Yesterday I read this post by Simcha Fisher on ncregister.com. It is such a beautiful reflection on the inherent holiness, the beauty, of personal relationships. Even in its messiness and potential for heartbreak, real human interaction is, in the end, sanctifying and Good. The kind of Good that Jesus was in this world. We knit ourselves to His ultimate sacrifice through the simple act of loving one another. Giving up our selves the sake of another.
I enjoyed it, I shared it on facebook. I went on with my evening.
And then today I read this article from babble.com. All about gender selection via sperm sorting followed by artificial insemination or in vitro fertilization. Controlling. Impersonal. Distant.
My original intent was to post a fun set of pictures about our weekend with our dear friends. Say some funny stuff. Tell a little story. But I couldn't manage to do it. The irony, the perfect storm of these two ideas careening into each other in my tiny corner of cyberspace, simply refused to be ignored.
The idea of couples spending time and emotional energy and money on these gender selection procedures makes my heart ache. I can see no Good coming from this. Perhaps some sort of satisfaction in our ability to further exert our seeming control over the natural world. But not Good. Not knit-our-lives-to-the-fabric-of-Christ's-mission Good. Not unite-with-our-spouse-as-one-flesh Good. Not Good and therefore ultimately empty and unsatisfying.
First of all, how many times in our lives have we thought we knew what would be best for us and were proven sorely wrong? How many times has there been "no choice" only for us to realize that was in fact the best choice? Who among us can say that we have always gotten everything we've always wanted and it has always made us exactly as happy as we expected? Unless the only thing someone has ever wanted was to rejoice in God's will, I would imagine that no one's hand is raised. Deciding we know which gender of child is best for our lives and our families is to say that we know exactly what is best for the entire world. Because that child will be a citizen of the world for far longer than he is a citizen of his parents' home.
Secondly, the cost of these procedures makes the whole notion seem even less palatable (if you can imagine a level of appeal lower than zero). $5,000 for the artificial insemination procedure and, because it offers a higher pregnancy success rate, even more for the in vitro fertilization procedure. How many starving children in third world countries could that money feed? How many shoes for underprivileged children in our own country could that buy? Feed the hungry. Clothe the poor.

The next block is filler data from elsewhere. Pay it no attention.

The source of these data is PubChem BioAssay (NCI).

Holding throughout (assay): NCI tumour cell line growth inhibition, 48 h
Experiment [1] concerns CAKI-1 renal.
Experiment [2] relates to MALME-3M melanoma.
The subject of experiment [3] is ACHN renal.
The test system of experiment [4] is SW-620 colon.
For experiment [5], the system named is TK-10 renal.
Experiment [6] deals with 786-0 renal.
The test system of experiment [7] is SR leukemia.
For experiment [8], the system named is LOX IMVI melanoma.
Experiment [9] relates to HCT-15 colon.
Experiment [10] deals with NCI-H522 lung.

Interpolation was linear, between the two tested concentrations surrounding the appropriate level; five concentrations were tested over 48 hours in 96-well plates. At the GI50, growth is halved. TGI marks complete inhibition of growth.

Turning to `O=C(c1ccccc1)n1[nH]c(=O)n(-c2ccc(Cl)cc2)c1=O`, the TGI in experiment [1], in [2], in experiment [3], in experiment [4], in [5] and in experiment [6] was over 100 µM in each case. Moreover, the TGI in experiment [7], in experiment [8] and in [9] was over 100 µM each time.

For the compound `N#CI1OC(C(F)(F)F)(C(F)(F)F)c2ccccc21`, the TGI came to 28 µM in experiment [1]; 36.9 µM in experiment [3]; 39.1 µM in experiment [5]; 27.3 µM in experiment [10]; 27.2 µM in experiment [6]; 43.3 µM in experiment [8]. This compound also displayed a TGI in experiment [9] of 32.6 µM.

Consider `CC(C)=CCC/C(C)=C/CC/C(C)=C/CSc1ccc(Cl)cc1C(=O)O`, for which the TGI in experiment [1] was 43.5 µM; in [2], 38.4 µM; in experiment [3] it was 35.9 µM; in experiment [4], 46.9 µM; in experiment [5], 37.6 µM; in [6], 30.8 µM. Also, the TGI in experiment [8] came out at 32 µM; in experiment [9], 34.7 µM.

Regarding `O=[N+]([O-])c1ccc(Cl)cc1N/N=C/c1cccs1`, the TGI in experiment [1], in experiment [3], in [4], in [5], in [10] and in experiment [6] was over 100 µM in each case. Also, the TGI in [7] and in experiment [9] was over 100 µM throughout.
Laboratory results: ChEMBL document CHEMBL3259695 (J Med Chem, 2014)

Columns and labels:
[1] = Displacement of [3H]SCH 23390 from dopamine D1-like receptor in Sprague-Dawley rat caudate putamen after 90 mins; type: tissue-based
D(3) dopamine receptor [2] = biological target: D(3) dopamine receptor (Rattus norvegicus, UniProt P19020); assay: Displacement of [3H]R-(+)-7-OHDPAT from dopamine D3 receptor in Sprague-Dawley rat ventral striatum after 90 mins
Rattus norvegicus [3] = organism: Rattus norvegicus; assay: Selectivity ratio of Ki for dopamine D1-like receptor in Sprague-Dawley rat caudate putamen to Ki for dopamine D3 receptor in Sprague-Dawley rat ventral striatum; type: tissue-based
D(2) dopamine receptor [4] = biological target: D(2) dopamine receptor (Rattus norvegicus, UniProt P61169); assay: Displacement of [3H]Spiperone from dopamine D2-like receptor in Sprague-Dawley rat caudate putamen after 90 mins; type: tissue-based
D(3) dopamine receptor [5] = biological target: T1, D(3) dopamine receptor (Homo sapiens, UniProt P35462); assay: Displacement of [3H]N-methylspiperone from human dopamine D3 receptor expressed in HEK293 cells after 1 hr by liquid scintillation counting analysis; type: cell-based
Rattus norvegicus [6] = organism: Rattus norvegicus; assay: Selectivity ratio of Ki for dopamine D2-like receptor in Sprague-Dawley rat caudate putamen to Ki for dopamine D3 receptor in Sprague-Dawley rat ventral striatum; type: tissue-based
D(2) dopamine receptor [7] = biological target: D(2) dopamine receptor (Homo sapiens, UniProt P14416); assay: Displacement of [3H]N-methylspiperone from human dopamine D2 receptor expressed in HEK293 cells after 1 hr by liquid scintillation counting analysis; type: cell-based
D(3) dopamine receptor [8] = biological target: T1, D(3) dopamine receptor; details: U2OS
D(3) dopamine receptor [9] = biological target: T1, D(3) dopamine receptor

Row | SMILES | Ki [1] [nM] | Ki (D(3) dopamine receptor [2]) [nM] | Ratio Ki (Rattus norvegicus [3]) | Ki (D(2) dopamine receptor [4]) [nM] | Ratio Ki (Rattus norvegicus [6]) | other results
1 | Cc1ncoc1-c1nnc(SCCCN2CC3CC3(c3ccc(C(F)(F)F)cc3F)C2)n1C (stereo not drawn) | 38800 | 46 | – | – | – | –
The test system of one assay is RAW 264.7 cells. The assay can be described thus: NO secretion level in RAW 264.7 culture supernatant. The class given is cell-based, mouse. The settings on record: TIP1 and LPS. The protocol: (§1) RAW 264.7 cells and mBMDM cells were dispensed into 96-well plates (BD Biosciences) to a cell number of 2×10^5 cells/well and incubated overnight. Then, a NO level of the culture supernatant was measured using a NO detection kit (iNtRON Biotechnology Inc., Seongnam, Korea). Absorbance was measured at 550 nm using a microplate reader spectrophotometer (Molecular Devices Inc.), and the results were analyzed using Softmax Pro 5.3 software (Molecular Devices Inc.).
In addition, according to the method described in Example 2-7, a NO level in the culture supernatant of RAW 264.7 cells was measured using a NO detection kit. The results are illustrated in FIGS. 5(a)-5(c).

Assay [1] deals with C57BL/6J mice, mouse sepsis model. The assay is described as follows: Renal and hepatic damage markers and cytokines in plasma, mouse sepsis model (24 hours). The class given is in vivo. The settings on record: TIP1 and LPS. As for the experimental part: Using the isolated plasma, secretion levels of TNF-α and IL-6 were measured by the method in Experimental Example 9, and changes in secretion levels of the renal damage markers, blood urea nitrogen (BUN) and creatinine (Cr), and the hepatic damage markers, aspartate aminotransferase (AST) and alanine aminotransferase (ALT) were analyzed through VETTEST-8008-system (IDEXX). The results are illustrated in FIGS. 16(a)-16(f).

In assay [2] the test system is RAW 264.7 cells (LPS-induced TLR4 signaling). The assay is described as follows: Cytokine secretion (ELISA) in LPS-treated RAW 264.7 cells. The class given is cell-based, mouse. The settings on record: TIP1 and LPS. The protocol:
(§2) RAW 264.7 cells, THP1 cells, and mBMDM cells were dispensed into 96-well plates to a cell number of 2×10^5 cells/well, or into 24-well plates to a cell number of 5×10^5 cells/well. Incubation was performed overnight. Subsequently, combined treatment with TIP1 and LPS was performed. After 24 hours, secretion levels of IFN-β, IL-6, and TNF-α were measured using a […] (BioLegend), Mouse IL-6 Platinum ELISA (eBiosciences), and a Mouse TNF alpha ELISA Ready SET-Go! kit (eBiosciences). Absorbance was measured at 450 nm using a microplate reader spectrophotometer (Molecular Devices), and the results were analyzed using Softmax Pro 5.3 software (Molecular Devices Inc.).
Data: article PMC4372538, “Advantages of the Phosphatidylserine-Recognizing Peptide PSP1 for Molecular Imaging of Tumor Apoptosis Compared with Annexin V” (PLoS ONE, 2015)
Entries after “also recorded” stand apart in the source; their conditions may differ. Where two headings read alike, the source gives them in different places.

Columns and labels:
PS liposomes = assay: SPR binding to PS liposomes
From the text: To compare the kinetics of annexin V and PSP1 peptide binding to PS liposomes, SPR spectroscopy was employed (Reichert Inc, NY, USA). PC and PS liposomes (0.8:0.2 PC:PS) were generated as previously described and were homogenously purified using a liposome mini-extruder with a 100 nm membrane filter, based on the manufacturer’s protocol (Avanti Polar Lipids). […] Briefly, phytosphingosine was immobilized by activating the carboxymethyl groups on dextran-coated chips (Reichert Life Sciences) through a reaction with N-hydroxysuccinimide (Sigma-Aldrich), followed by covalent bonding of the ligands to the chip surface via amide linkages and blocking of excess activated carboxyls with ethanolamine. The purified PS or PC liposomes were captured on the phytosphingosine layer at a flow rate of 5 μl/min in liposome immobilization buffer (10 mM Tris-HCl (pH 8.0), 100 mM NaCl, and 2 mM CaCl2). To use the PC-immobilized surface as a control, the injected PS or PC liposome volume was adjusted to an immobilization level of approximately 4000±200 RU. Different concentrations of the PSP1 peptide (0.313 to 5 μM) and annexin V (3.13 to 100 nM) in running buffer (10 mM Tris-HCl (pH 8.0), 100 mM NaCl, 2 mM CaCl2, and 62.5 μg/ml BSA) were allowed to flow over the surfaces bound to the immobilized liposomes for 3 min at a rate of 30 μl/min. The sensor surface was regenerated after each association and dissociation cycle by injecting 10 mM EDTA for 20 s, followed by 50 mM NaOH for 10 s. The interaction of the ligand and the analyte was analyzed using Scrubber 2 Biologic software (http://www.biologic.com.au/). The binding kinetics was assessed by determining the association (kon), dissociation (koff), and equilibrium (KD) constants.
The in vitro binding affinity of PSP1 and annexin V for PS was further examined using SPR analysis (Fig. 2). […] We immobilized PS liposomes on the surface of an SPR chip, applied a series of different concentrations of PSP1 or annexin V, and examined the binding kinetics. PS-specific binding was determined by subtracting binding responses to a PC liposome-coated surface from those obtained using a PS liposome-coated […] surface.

And most disturbingly is this: the fate of the children conceived who are discovered to be the "wrong" gender. What happens to the couples who don't get what they paid for? A couple who decides they know exactly what gender they want is also letting the world know exactly what gender they don't want. The wrong gender would be...unwanted. Unwanted. An unwanted child. Because they wanted one. Paid for one. Hoped for one. And got the other. So what then? Do they continue with the pregnancy but remind themselves throughout the child's life of how different, better, things would be if only things had turned out right? Or worst of all, the option that burns behind my eyes to even speak about, do they abort the child of the non-preferred gender?
My friends, this is sexism in the new millennium. Deeming people unworthy, or less-than, or unwanted based of their gender once they're born is, by most reasonable people, considered unacceptable. But to decide that one gender is superior to another before they're born? That...that is still reasonable. And to then kill a person because he or she is the wrong gender is apparently also acceptable. Legal. Discriminating based on gender for hiring purposes is illegal, but discriminating based on gender for the very right to live is not.
"But Dwija! Wait!" you say. "What about genetic disorders? What if a specific gender wouldn't carry a disorder and the other would?" To that I remind you that these procedures are far, far from 100% successful. There is still a very high possibility that, despite the cost and the time, the couple will still end up pregnant with the non-preferred gender. And so I ask you again: what then?
If it is absolutely imperative that a couple not have a child of a specific gender for a life-threatening medical reason, I hope and pray and plead with them to consider adoption. Want the unwanted. Give a child who has yet to know the love of a family a place in yours. If a couple is willing to go through all this expense and take all this time, clearly they want to raise a family. They want to share their love with a child. Or children. They are the perfect candidates to offer a forever home to the child who is waiting for them.
My life has been...tumultuous. If half the things I wished for in the past had been granted, today would be very different. It would be terribly bleak. Truly sad. Let me assure you that there has been pain and struggle and a whole lot of discomfort, but I feel confident in the Lord and His plans. The overwhelming sense of purpose and joy that washes over me whenever I am capable of surrendering to His will is so marvelous that I want everyone else in the world to have a chance to feel it too.
Please, let's help each other fight the temptation to control every aspect of our lives. Let's encourage ourselves and others to do the will of the Lord rather than try to bend nature to our every whim. Let's value people for their personhood and not for their gender.
Thy Kingdom come,
thy will be done,
on earth as it is in heaven
Together we can bring a little piece of heaven to this earth.